Banking

A former Goldman Sachs and McKinsey manager shares his favorite leadership model for navigating hybrid work

  • Jim Citrin, senior director of Spencer Stuart, discussed hybrid work at a “Talks at GS” event.
  • Citrin and Darleen DeRosa discussed the RAMP model in their book, “Leading at a Distance.” 
  • Managers need to prioritize building relationships and processes across their hybrid workforce.
  • See more stories on Insider’s business page.

Jim Citrin literally wrote the book on how to lead in a hybrid workplace.

Well, co-wrote.

Citrin, senior director of executive search firm Spencer Stuart, is the co-author alongside consultant and colleague Darleen DeRosa of “Leading at a Distance: Practical Lessons for Virtual Success.”

At the recent Talks at GS event earlier this month, Citrin spoke with Goldman Sachs CEO David Solomon about a key concept from the book: the RAMP model. RAMP stands for relationships, accountability, motivation, and process. And according to Citrin, the model can help leaders navigate the changing landscape of work — specifically, hybrid work. 

As vaccination rates increase and companies become more comfortable moving employees back into the office, debate swirls over the future of hybrid work. While most C-suite executives are eager to get workers back in the office, employees have a different idea — with the majority favoring either remote or hybrid-work environments.  

“When you’re leading a virtual team or a hybrid team,” Citrin said, “having a relationships aspect is more important than ever before.”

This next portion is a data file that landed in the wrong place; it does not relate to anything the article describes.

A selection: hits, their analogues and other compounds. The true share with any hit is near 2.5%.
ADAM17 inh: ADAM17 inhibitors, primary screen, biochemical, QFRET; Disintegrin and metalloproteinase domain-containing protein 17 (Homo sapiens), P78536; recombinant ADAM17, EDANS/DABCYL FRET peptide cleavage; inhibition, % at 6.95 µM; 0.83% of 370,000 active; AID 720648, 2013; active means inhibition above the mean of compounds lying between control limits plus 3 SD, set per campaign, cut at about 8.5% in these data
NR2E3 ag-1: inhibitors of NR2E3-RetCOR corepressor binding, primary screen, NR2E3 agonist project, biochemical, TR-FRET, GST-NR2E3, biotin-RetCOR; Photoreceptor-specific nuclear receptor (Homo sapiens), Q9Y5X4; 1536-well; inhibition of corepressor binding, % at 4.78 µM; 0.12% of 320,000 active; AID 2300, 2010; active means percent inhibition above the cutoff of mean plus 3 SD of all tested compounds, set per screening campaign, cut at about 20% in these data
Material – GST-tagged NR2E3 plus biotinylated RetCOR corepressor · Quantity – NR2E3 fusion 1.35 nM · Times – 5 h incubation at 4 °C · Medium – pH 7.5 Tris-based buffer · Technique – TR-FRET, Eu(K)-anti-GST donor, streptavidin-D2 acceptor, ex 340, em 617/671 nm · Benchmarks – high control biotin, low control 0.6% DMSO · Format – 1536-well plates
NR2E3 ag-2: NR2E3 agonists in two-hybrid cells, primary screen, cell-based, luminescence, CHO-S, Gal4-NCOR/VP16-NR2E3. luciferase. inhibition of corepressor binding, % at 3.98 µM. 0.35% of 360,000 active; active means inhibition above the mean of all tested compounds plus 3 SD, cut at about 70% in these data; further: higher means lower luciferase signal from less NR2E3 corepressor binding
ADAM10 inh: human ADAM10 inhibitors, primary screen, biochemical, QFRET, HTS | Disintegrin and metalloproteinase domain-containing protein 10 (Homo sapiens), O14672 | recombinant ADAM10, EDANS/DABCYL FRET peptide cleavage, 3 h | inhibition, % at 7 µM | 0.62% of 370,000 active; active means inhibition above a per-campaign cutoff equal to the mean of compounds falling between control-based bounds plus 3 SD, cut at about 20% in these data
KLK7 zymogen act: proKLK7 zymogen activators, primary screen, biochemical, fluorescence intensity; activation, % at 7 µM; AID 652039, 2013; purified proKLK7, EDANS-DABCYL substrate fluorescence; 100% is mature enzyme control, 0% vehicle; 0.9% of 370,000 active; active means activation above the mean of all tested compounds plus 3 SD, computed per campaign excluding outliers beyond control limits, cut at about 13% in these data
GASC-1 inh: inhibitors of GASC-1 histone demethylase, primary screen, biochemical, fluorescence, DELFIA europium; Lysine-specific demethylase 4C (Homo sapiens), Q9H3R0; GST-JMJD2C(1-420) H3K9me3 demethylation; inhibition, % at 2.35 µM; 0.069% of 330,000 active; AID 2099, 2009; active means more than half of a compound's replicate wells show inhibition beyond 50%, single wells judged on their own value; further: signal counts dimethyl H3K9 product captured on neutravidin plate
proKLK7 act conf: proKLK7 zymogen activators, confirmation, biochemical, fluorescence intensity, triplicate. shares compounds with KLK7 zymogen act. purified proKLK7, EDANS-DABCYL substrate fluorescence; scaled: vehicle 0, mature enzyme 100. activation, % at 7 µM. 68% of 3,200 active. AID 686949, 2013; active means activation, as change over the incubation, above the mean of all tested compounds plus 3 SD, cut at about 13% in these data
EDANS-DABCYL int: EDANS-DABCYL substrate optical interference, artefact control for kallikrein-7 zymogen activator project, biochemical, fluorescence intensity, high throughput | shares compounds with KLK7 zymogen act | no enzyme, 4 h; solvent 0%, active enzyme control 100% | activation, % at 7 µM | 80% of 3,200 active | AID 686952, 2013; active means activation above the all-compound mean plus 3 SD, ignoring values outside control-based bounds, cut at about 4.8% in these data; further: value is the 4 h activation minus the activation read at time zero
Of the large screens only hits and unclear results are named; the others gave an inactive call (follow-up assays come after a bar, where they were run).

The RAMP model brings cohesion to any workplace 

The RAMP model teaches leaders how to build connections between their employees, and create essential best practices. By focusing on all four pillars of the model, leaders can use the RAMP model to build an inclusive hybrid culture, Citrin told Solomon. 

“Particularly in a hybrid world where some people are in the office and some people are outside,” Citrin said, “if you just let people do everything, run amok, then nothing can get done.”

According to Citrin, the four aspects of RAMP work in harmony in a hybrid workplace. For example, the relationships and processes pillars are essential to fostering the middle two, accountability and motivation.

When employees form connections with their colleagues, the thinking goes, they will care more deeply for their company and the work they are producing. This relationship-building can then inspire workers to feel like they are “tapping into the purpose” of their work, and makes them more accountable and motivated. 

For example, by ensuring a smooth hiring and onboarding process, talent teams give candidates and new hires a strong chance at forming relationships with their colleagues. Their feelings of empowerment can then turn into stronger performance.

Don’t over-rely on any one pillar 

The four pillars of the RAMP model work together to build community and efficiency in a hybrid work environment, so over-emphasizing one pillar, while overlooking another, could make a company less effective, Citrin said. 

Unfortunately, this is often the case. During the writing of “Leading at a Distance,” Citrin and DeRosa contacted 600 virtual teams and 1,000 CHROs. What they found is that leaders tend to favor either the relationship side or the process side. However, Citrin said, “it’s really important to keep that as an even scale.”

When there are strong relationships and processes in place, employees will feel cared for and the company can thrive, Citrin said. In a workforce where employees are scattered across computer screens and cubicles, teams must account for all aspects of hybrid work. 

“You want to really be associated with a company, with a firm,” Citrin said, “that you’re really proud to be a part of, that represents your values.”

 Source link

Back to top button